While the country engages in a national conversation about how police interact with the communities they serve, four Bay Area officers join us for a local conversation. We’ll discuss life on the beat, how they see the Black Lives Matter movement and what the biggest challenges are for community-police relations. What have you most wanted to ask a police officer?

Jennifer Cortez, police officer, Richmond Police Department
Lt. Leronne Armstrong, captain, Oakland Police Department
Tracy McCray, housing sergeant, San Francisco Police Department Bayview Police Station
Peter Thoshinsky, retired lieutenant, San Francisco Police Department

  • Beth Grant DeRoos

    Everyone I know in law enforcement are with our county sheriff department, and all live in our county where we know them on a first name basis and have no problems at all.

    Which makes me wonder if living in the city, town where one works plays a role in how the men and women in law enforcement interact with those they serve and how the community interacts with law enforcement.

  • Livegreen

    I want to thank Oakland officers for their hard work improving our lives. They have helped us evict drug dealers and get our children to school safely. They help investigate minors for sale in the sex trade. They help deal with gangs that try to recruit our kids on their way to school, and are even present in some schools. Thank you to the majority of these good officers, that I know (even if the media does not) do not reflect the few bad officers.

  • Doug F

    Please ask the officers about the effects on them & the communities of the “don’t be a snitch” culture. And what they can do & have done to overcome it & get cooperation from victims & witnesses.

  • jurgispilis

    What is your opinion of Prop 47 (written by DA Gascon), whereby severity of certain felony crimes are reduced to misdemeanors?

    How do you feel about creative writing efforts in the documenting of crimes, where activities like car theft are reduced to ‘suspicious activity’?

  • Kurt thialfad

    Does the police department spend an inordinate amount of time and resources on red light runners, towing illegally parked cars, and other “cash cow” activities? Meanwhile real crimes, such as larceny, murder, and rape are given a lower priority because they don’t bring in the money. Any truth in this?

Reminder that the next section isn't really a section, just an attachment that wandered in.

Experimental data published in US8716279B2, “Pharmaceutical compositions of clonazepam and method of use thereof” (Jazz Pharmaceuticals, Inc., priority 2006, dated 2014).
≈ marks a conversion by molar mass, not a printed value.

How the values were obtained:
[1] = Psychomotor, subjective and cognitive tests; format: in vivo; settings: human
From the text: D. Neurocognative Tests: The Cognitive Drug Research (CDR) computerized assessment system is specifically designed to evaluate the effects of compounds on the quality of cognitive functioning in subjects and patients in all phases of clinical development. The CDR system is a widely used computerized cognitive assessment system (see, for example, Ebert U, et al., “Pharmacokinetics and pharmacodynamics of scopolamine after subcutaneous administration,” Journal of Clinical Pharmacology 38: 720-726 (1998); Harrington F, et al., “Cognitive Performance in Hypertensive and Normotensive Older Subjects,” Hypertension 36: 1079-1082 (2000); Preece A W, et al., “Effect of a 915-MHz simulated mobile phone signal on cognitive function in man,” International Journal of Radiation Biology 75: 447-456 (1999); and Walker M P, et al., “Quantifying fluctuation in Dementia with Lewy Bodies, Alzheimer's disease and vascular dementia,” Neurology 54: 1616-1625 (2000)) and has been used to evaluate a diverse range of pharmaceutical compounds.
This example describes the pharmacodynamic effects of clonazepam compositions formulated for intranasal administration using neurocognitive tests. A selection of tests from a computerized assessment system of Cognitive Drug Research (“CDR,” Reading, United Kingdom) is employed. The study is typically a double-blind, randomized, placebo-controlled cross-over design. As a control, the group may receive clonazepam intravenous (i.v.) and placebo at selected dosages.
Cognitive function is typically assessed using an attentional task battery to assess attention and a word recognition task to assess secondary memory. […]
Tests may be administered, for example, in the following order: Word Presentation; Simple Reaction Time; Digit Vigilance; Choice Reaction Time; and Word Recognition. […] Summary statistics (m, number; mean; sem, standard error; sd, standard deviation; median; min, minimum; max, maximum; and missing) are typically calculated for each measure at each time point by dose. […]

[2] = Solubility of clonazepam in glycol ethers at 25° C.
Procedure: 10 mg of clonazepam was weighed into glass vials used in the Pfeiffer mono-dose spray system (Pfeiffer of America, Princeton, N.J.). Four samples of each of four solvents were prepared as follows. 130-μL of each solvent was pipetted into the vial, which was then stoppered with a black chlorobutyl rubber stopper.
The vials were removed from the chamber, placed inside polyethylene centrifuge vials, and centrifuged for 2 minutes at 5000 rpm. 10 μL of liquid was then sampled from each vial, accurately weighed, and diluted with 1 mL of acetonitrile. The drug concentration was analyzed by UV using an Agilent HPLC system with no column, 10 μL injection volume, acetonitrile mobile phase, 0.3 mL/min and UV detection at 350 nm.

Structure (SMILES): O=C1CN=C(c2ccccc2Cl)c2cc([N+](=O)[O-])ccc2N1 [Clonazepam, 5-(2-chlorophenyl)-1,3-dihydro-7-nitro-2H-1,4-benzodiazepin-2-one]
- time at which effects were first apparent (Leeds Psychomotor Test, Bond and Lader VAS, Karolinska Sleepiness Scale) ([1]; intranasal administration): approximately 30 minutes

• Doug F

      Red-light runners often kill people. Pedestrians & cyclists at a high rate, but also the other driver (with the green) who got hit on the driver’s door. But I take your basic point, that Oakland & SF have (last I saw) the 2 lowest rates among sizable CA cities of felony arrests & convictions.

    • Livegreen

      Not true in Oakland. They don’t even have a motor unit.

      BTW, when they did, they were often patrolling near schools to help slow traffic down. And they would often be in the right place to help prevent crime or arrest criminals when more violent crime happened.

  • Skip Conrad

    How often does a cop catch a crook, bring him in, do everything right. And then then crook is release either by the DA because he couldn’t be bothered, or a judge because he hasn’t the resources.

    Does it feel frustrating when your good work is negated by seemingly irrational action at the top?

  • Livegreen

    Oakland cannot have community policing if it doesn’t have enough officers! Otherwise all they’re doing is running from 911 call to 911 call, and dealing with the stress that comes along with it.

    How do Police Departments help officers deal with the high amounts of stress?

    A high stress job involving guns has repercussions for officers & public alike.

  • Garth MH

    Please comment on the media’s role in reporting suggestive videos that incite protest/violence. I can’t help but notice a lot of this content is acquired and reported with partial facts/information later to be debunked, however, the damage is done. Do you believe that there is a need for greater responsibility by media sources before reporting every suggestive video or photo?

  • Another Mike

    In my experience, police come to divide the world into us and them, irrespective of race, because we civilians are who they have to arrest all the time.

  • laura

    Please thank your guests for their work and commitment to the community. I know you must have challenges given the budget cuts to the police department. I send good wishes to all of you every time I drive by the downtown Oakland precinct. Stay safe and thank you again for your good work.

  • Stephanie Sholseth Cress

    I have volunteered as a clinician with an organization called the West Coast Posttrauma
    Retreat that treats First Responders for the last 12 years and I also work with police officers in my private practice. It is unfortunate that by the time officers seek treatment that they often show symptoms of complex PTSD and other problems that are a direct result of years of exposure to critical incidents. Open support from police departments in valuing peer support, and culturally competent psychotherapists prevents officer suicides and decreases the impact of PTSD. SFPD has a great Behavioral Science Department and OPD has a group of therapist referrals that have been vetted as culturally competent.


  • Chris OConnell

    Here is an example where it is pretty obvious a cop murdered his girlfriend who was leaving him, but the police clearly covered it up and labelled it a suicide. It shows the extreme impunity and depth of the Blue Wall.

  • BLU109

    what is the officer’s opinion on the new legislation proposed by gov brown on ccw on campuses in california? Can they weigh in on the proposed benefits of this law?

  • disqus_L9kdHXsEcd

    Please thank these brave men and women for risking their lives for us every day they hit the streets. Thank them for trying to do such a thankless job. I salute them.

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